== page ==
But of course there’s also “Who Cares About Apathy?,” which I’ve always listed as Story #0, because that seemed thematically appropriate, and of course it’s the first rejection. If you count that — and dangit, I do care about apathy, I spent most of the eighties attempting to practice it like a religion! — that means I hit an even 100 when I finished story #99 a couple of months ago.
Let’s face it, 100 is a cooler number than 700. And, more importantly, “stories written” is a cooler benchmark than “stories rejected.” You can’t control what sells, you can only control what you put out there. Why commemorate a milestone beyond your control? External validation is nice when it happens, but for some of us it’s vanishingly rare, so we need other metrics. And frankly I’m happier when I focus on the shit I can control. This is a lesson I forget constantly, so consider this blog post a proactive, public reminder. (Something else I can control…ha!)
So here it is: this post is dedicated to my first 100 short stories. And not just the ones that sold, but the ones that didn’t, including:
My favorite failed Clarion story, “Deathless Horsie”
The notorious “Cyberdude,” my only collaboration ever (hey Dave!), which Howard Waldrop described as “the kind of stuff we used to put up with from Bruce Sterling when he was 18”
My first conscious speculative/spy-fi mash-up, “Cold Warpage”
The profoundly awful, recursive, gonzo skiffiness of “Johnny Fahrenheit,” “Hey, Houston, Like What’s Up?,” and “Marooned off Zappafrank”
The story that immortalized my favorite imagined futuristic Satanic prog-metal band, “Spasmodeus”
My twice sold-and-unsold space opera spy novelette “The Cull”
“The Final Divination,” a novelette in which John le Carré spy paranoia finds its way into…high fantasy?
My first fucking novella, “Maceo’s Gig,” and the two fucking novellas that followed it, “Testing Ground” and “The Machine Storms” (there are no novellas, there are only fucking novellas)
And many more too unremarkable to mention (there’s a reason these things don’t sell!)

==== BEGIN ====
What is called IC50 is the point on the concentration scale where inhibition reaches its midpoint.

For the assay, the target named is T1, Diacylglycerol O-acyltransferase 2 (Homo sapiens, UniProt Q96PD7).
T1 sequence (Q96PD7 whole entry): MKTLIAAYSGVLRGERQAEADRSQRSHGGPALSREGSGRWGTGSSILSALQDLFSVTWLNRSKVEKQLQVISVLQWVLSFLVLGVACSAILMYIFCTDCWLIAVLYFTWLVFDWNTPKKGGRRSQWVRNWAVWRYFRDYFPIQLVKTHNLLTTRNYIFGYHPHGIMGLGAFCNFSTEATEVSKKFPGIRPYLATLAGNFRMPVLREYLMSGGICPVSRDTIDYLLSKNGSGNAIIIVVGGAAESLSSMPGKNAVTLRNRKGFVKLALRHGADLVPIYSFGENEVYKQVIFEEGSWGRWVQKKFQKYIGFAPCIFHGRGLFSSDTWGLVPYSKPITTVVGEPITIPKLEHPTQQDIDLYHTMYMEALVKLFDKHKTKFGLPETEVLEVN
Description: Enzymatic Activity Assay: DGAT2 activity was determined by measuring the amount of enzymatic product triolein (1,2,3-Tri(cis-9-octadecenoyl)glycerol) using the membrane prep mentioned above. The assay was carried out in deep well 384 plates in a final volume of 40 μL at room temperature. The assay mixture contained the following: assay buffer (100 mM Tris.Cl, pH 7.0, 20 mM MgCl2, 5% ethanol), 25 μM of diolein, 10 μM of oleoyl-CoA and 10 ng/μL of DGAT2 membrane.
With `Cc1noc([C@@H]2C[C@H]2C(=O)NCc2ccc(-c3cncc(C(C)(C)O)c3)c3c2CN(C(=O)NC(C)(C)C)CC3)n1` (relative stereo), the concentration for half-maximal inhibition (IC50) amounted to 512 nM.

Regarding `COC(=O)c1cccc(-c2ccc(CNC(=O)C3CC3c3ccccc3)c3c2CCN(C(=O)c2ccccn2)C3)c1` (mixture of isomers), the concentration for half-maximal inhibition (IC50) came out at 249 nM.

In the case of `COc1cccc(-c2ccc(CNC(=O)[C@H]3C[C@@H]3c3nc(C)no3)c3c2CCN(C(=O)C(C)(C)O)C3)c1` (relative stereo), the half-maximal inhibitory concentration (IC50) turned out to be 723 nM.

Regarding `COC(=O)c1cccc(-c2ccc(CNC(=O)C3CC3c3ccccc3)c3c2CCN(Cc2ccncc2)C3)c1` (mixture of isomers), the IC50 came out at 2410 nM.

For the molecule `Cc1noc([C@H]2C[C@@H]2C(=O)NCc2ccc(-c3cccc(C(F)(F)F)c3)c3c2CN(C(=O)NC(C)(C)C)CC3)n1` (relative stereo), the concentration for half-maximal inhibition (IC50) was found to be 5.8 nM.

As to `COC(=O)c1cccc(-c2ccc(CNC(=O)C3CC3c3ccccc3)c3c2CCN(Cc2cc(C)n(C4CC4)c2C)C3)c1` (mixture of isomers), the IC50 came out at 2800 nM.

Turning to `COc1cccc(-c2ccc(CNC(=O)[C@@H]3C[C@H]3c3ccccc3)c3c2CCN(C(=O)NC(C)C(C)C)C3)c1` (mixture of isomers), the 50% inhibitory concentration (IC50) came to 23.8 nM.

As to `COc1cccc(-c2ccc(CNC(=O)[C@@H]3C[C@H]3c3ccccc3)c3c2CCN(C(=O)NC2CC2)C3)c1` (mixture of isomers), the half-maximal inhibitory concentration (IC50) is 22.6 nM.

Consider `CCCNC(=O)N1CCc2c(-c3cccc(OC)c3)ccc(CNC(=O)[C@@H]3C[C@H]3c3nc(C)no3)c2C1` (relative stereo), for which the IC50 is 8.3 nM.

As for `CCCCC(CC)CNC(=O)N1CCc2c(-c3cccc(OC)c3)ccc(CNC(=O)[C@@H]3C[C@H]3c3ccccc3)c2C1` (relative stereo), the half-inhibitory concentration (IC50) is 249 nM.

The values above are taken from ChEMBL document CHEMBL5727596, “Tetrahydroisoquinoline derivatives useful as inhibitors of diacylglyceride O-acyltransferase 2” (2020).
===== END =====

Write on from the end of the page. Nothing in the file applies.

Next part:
These are the abject failures, quirky misfires, wonky experiments, learning experiences, and beloved near-misses that I had to write to get to the next thing, and a lot of the next things were a little bit better, and some of them even sold. This is my process, and this is my progress, slow and brutal but, damn it, it adds up. I’ll beat myself up about it, but I’m also proud. Writing is hard.
The hell with Rejection #800. I’m shooting for Story #200.
The subdued, talky An Englishman Abroad (1983) isn’t the list’s most electrifying entry, but it does serve as an amusing and unique curiosity. What happens to the spy once the betrayal is exposed and the spying career is done? A smart Alan Bennett script considers this question in examining the post-defection life of noted British traitor Guy Burgess (Alan Bates). When a touring British theater company visits Soviet-era Moscow, Burgess makes a brazenly drunken approach to Shakespearean actress Coral Browne (playing herself). What precisely Burgess is up to isn’t clear at first, but Browne is determined to find out, and visits Burgess in his dingy Moscow apartment — catching a glimpse of the modest fate that befell one of history’s most notorious double agents.
Based on Browne’s actual experience, An Englishman Abroad is an interesting little piece. The political subtext will probably have more impact to those steeped in the context of British life; even without that, though, it’s a striking and incisive oddity that slyly deglamorizes the intelligence game. Grubby production values actually contribute to the oppressive Soviet atmosphere, and emphasize Burgess’ sad post-spying life, well after the thrill and idealism of his betrayal have faded. Not for a broad audience, perhaps, but it worked for me as a sad, quirky coda for the Spy 100 list, cleverly calling the game’s players on the folly of their exploits.